Patient & Family Education Materials

Start over with a New Search

Cardiac home monitoring program

What is the home monitoring program?

This program was designed for babies with shunt dependent heart disease to optimize health and maximize survival rates between their first and second palliative surgeries.

Why does my child need a home monitoring program?

Your child needs close monitoring of weight gain and oxygen saturation levels to help detect early signs of changing cardiac status.

What equipment do I need?

  • Infant scale
  • Pulse oximeter
  • Record forms for:
    – Weight
    – Saturations
    – Observed clinical changes

What are the goals for the program?

The goal is to have the saturations greater than 70% while your child is calm, and a weight gain of a minimum of 30 grams over a 3-day period.

When should I be concerned?

Contact your cardiologist if your child has any of the following:

  • Oxygen saturations are less than 70% while your child is calm
  • Gains less than 30 grams over a 3 day period.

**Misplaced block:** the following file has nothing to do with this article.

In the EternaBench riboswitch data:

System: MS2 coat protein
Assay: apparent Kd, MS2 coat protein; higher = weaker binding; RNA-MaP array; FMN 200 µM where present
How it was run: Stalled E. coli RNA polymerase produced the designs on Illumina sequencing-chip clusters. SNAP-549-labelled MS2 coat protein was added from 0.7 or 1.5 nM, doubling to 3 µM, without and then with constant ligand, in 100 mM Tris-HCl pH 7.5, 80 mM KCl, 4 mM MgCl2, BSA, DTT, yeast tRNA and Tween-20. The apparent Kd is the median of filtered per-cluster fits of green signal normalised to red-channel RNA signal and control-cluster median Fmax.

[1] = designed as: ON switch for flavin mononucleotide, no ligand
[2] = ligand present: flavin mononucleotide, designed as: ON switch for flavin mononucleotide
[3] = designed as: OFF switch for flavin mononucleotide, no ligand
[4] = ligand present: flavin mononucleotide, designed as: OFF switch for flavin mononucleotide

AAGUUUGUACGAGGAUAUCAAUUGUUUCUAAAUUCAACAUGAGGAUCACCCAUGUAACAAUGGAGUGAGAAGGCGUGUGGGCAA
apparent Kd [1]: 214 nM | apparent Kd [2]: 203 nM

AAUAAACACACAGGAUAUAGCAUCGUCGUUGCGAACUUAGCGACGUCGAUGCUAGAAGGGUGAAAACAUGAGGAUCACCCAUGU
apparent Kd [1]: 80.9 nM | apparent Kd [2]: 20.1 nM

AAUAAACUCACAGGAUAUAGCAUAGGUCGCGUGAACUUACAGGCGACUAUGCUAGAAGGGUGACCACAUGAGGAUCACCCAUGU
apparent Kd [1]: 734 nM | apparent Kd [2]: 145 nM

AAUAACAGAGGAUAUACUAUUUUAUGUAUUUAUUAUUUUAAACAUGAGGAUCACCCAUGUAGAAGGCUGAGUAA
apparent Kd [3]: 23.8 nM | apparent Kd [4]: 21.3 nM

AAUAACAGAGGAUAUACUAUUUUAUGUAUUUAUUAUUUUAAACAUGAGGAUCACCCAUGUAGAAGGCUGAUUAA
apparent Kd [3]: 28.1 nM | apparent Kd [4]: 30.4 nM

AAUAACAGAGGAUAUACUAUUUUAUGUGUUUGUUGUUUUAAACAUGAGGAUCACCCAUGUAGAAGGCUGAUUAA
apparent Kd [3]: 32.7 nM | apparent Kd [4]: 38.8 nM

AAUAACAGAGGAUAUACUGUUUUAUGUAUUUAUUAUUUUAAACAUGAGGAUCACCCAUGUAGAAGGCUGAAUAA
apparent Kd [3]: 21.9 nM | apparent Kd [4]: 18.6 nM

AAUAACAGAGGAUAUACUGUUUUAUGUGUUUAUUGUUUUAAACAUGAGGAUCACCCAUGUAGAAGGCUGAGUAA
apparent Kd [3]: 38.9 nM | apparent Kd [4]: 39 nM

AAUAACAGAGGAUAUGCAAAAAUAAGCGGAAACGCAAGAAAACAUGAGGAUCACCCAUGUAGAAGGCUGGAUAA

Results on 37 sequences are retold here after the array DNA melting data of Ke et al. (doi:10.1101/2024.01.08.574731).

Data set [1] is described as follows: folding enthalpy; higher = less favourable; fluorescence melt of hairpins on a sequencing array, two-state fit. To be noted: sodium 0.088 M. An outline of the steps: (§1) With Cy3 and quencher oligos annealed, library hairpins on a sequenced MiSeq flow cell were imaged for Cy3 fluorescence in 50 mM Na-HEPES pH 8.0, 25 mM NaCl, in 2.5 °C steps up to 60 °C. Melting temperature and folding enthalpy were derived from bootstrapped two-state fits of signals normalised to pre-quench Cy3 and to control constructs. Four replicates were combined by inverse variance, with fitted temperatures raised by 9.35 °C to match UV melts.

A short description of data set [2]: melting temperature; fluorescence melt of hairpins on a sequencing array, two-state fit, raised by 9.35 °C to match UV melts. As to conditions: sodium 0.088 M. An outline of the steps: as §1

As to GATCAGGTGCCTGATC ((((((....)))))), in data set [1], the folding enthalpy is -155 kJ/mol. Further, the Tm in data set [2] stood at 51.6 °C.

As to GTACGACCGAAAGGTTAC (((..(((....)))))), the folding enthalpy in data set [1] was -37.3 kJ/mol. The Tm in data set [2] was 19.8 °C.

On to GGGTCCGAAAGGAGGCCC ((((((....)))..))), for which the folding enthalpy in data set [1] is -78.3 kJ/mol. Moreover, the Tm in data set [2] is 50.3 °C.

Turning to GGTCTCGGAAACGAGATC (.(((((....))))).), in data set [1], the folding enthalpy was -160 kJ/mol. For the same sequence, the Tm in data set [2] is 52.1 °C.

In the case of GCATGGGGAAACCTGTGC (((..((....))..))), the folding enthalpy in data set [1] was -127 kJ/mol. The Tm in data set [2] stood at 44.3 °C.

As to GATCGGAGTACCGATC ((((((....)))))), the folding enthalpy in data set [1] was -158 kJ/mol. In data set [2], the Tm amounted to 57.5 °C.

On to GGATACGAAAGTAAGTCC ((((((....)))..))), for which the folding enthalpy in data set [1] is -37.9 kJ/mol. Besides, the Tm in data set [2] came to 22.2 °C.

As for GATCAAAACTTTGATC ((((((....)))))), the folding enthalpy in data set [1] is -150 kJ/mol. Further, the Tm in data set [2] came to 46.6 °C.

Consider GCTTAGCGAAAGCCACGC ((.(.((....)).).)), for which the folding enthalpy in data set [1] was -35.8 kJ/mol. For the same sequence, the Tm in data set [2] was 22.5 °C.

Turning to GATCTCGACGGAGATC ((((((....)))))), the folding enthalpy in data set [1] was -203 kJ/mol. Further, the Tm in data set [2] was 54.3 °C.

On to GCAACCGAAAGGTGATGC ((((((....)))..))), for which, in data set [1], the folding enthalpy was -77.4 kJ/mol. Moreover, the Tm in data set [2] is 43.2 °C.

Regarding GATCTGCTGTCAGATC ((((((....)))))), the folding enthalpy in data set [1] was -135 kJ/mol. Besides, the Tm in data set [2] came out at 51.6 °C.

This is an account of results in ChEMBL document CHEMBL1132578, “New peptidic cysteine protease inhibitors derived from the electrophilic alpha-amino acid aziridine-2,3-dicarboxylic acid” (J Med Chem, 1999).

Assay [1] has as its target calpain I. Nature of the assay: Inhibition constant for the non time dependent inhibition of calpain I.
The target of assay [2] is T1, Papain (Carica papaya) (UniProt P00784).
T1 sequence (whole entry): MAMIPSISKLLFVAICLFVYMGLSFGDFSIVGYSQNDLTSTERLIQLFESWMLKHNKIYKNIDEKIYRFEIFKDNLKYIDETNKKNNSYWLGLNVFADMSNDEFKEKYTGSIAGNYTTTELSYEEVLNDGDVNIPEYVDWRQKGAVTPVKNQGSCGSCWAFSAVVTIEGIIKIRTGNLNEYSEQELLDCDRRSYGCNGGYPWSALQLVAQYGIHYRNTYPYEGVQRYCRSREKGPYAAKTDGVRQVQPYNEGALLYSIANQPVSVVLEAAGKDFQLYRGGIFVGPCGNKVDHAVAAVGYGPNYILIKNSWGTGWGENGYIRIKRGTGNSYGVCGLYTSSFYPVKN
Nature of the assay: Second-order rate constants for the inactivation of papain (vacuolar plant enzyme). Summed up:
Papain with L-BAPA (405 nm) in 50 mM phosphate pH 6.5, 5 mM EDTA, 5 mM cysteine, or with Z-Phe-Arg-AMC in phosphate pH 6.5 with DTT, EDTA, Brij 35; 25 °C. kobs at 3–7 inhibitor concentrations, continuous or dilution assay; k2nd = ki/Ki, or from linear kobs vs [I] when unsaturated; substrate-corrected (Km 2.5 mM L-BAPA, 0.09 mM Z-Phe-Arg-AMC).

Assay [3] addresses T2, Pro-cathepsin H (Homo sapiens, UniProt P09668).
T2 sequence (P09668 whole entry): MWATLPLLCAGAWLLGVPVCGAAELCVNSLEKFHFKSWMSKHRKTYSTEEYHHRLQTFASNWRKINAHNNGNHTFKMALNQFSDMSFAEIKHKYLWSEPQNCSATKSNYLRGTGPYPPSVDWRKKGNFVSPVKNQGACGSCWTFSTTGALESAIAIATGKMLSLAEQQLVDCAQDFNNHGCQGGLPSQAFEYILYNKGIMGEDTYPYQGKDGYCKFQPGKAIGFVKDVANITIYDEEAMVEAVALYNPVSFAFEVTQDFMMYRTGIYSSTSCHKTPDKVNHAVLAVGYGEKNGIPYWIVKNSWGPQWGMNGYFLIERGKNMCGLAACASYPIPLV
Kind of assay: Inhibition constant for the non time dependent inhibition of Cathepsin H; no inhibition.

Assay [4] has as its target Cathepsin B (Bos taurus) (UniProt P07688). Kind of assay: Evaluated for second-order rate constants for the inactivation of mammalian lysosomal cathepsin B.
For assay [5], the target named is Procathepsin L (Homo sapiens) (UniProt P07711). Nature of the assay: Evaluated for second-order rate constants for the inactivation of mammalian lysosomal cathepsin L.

When will nursing visits take place?

Home nursing visits will be set up for the following time frames:

  • Two times a week for two weeks after discharge (First visit within 48 hours of discharge)
  • Once every other week or more frequently if concerns or questions arise

When should I call for help?

If you have concerns that cannot be addressed by home nursing, call the Children’s Heart Clinic at (612) 813-8800 and tell them your child is a home monitoring program patient. You will reach the cardiology team at this number 24 hours a day, seven days a week.

What else do I need to know?

Call 911 immediately if your child has any of the following:

  • Breathing very fast
  • Using chest wall muscles
  • Struggling to breathe
  • Cold extremities, mottled skin
  • Lethargy
  • You feel he or she is really not well

Then call the nurse practitioner or cardiologist to let them know that you are on the way to the hospital by calling 612-813-8800.

Questions?

This is not specific to your child, but provides general information. For more reading material about this and other health topics, please call or visit the Family Resource Center library or your clinic.

Children's Hospitals and Clinics of Minnesota
Reviewed 8/2015

Back To Top

This page is not specific to your child, but provides general information on the topic above. If you have any questions, please call your clinic. For more reading material about this and other health topics, please call or visit Children's Family Resource Center library, or visit www.childrensmn.org/educationmaterials.

© 2017 Children's Hospitals and Clinics of Minnesota